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Future health policies that may affect you

11 February 2019

At Medical Protection we care about the environment you work in, and wherever possible we share our experience and expertise to influence policies that may have an impact on your practice and the wider medicolegal system.

There was a significant range of policy initiatives introduced in 2018 that we are closely monitoring in order to ensure that your concerns and our medicolegal experience are being recognised.

Most Bills are facing delays due to the Government’s focus on the annual Budget Speech and other political debates that currently take priority. It is believed that not much will pass before the General Elections in May/June.

National Health Insurance Bill

National Health Insurance (NHI) is a financing system that seeks to ensure that all citizens (and legal long-term residents) are provided with essential healthcare, regardless of their employment status and ability to make a direct monetary contribution to the NHI Fund.

We welcome initiatives that aim to make healthcare more accessible and affordable for all. We do however have significant concerns that the current draft Bill is silent on the subject of medical and dental indemnity.  As it currently stands, it is not clear where the responsibility for indemnity would lie.

Although the Bill is progressing with significant delay, we are working to ensure that the lack of clarity around indemnity arrangements is addressed and accounted for in the new legislation. Doctors need to have certainty over indemnity arrangements and we are engaging with the Government with the aim of supporting the development of appropriate mechanisms for malpractice liabilities.

Health Market Inquiry

The Competition Commission has conducted a Health Market Inquiry (HMI) in the private healthcare sector. The Commission believes that there are features of the sector that prevent, distort or restrict competition.

We have been engaging with the inquiry to highlight the impact of rising clinical negligence costs on doctors and the urgent need for legal reform.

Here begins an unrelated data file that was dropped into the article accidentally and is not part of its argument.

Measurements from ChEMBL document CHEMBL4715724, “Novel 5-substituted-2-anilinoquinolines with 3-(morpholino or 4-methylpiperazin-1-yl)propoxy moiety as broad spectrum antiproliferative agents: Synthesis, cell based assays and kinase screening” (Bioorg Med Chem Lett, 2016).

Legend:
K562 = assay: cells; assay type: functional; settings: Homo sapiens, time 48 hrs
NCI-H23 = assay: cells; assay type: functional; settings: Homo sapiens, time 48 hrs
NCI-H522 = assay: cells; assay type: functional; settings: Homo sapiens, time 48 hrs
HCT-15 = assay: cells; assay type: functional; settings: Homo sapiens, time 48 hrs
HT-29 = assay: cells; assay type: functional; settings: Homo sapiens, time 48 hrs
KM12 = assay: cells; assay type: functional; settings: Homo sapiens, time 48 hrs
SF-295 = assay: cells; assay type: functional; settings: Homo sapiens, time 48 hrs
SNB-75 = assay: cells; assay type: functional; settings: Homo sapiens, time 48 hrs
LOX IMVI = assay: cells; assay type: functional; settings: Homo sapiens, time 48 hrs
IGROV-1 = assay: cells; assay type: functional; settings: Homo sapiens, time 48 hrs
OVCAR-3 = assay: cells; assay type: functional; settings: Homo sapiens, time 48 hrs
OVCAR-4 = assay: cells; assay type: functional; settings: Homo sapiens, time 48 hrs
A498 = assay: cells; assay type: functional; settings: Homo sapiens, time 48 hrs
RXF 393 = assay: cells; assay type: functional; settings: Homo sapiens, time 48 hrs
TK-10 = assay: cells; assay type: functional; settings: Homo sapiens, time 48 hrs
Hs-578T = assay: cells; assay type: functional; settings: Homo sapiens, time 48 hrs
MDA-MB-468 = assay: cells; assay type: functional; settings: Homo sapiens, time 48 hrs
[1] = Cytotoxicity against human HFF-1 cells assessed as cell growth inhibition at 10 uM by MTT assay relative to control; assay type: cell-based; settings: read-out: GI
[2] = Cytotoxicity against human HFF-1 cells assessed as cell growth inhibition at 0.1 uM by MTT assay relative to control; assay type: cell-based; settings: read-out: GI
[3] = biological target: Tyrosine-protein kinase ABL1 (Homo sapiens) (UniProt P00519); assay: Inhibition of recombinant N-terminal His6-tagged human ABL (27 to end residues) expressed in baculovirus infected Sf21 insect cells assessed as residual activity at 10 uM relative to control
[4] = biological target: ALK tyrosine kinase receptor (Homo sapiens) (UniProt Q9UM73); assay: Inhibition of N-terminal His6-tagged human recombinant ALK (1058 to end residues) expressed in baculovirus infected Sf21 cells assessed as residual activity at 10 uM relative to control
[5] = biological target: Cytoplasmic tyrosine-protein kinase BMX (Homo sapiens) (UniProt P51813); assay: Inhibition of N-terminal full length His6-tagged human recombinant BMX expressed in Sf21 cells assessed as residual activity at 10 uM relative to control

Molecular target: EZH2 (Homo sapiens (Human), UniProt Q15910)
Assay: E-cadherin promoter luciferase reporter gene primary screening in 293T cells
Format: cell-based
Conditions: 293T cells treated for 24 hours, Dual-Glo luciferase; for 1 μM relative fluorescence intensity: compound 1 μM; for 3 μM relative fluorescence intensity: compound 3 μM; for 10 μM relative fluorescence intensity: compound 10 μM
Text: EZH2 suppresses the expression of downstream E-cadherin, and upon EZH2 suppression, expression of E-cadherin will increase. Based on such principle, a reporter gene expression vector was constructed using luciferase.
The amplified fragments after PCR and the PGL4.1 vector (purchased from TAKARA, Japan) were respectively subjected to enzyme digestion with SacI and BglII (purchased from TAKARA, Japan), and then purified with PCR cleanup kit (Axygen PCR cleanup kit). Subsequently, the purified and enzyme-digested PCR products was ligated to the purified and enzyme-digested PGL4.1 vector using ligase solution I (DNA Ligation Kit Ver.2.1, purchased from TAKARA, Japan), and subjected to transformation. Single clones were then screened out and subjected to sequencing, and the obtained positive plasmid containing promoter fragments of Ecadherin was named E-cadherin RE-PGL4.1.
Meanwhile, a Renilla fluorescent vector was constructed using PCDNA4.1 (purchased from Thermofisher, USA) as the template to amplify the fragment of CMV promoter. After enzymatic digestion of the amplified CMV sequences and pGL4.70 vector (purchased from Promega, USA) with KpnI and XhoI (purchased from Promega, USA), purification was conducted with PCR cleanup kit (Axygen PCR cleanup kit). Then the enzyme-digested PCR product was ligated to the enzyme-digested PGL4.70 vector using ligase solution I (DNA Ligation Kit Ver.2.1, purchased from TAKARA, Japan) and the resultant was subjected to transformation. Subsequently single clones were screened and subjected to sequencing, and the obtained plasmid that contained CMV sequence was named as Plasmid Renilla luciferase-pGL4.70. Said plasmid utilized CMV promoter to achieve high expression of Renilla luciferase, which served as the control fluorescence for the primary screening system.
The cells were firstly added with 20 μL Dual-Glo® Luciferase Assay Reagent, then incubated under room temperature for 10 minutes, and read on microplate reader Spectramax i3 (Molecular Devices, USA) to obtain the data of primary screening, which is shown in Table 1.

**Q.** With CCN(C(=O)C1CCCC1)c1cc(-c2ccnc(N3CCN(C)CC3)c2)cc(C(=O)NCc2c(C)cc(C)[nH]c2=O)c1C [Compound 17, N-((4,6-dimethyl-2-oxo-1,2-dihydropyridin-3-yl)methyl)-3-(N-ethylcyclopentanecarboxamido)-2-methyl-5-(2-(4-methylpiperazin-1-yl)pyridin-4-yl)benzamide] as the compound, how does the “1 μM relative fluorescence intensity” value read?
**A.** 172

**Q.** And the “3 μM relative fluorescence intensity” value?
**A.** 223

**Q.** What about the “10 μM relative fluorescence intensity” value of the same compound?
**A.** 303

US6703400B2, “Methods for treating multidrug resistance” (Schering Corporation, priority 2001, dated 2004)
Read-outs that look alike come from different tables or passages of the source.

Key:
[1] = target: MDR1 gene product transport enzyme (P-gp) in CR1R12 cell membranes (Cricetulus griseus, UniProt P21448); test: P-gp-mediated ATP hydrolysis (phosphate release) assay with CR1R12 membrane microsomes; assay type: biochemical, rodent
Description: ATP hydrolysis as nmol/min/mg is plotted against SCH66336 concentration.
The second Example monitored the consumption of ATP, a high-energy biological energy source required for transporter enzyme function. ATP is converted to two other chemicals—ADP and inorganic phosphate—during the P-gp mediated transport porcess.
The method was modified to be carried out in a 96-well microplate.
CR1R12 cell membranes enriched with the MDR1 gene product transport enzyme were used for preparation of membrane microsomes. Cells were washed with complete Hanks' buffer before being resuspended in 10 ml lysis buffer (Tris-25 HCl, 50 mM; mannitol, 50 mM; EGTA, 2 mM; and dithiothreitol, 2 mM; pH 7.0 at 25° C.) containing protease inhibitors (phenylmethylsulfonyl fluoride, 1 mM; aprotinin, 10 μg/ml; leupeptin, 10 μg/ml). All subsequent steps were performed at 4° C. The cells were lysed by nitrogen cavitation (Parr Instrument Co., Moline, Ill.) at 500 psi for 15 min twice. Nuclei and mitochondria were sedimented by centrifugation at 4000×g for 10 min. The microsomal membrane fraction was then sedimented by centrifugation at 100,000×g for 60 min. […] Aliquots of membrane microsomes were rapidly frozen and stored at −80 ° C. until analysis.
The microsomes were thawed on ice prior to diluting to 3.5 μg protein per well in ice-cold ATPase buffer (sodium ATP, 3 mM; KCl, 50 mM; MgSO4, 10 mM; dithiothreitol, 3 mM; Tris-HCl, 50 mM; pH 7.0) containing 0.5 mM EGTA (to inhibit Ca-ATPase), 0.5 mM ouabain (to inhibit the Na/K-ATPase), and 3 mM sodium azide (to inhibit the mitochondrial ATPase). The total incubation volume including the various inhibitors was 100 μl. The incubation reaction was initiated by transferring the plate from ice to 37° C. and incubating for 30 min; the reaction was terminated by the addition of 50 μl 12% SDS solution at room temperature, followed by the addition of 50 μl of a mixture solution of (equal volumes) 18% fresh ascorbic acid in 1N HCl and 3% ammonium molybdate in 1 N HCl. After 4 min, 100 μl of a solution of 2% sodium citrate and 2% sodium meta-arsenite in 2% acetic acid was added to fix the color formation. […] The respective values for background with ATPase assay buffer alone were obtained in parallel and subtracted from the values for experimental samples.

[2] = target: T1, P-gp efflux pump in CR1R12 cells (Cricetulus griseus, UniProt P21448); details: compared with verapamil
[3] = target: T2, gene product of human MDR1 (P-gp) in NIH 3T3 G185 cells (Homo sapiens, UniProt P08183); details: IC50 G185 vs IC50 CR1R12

The HMI report recognises that “the increase in the size of medical malpractice claims, which, together with the increase in medical indemnity, are a barrier to enter medical practice".

At a time when the healthcare system is already facing tough financial pressures and must make difficult decisions about how it allocates its limited resources, there is an urgent need to review how money is being spent, and we welcome efforts such as this Inquiry to address certain imbalances.

The rising number and cost of claims continues to be an area that needs urgent attention. There are wide range of complex factors that are driving the increase in the cost of clinical negligence claims. This is why a range of action is needed, including education and risk management to tackle claims from happening in the first place, a change of culture and systems so issues are dealt with much more effectively, as well as reforms that would reduce legal costs.

For financial reasons, all HMI activities have been halted until the new budget has been allocated, and independent contractors have been paid by the Competition Commission.  

State Liability Amendment Bill

This Bill is a reaction to increasing clinical negligence claims against the State by patients for negligence occurred in public healthcare. It contemplates that patients who claim from the State for medical negligence will be restricted in terms of the type of award they will receive, i.e. the structured payment of a successful claim and the periodic payment/s for future expenses rather than lump sum payouts. 

While changes to the State Liability Act are a positive step in trying to tackle the costs associated with clinical negligence, it should be noted that it will not completely solve the root cause of the problem. We would like to see the implementation of legal reforms that would have a much bigger impact on reducing costs to both the state and private sector.

This includes, among others, a limit on general damages and a limit on claims for loss of future earnings and care costs.

As with the NHI Bill, it has been very quiet around the State Liability Amendment Bill, and it has not been included in the Parliamentary agenda for Q1. Politicians’ focus is now very much on the Budget speech in February which will then be debated in Parliament.

Looking ahead

We expect that each of these debates will continue throughout the coming year and we will continue to represent members’ interests when engaging with the Government and others. If you have any comments or questions we would love to hear from you. 

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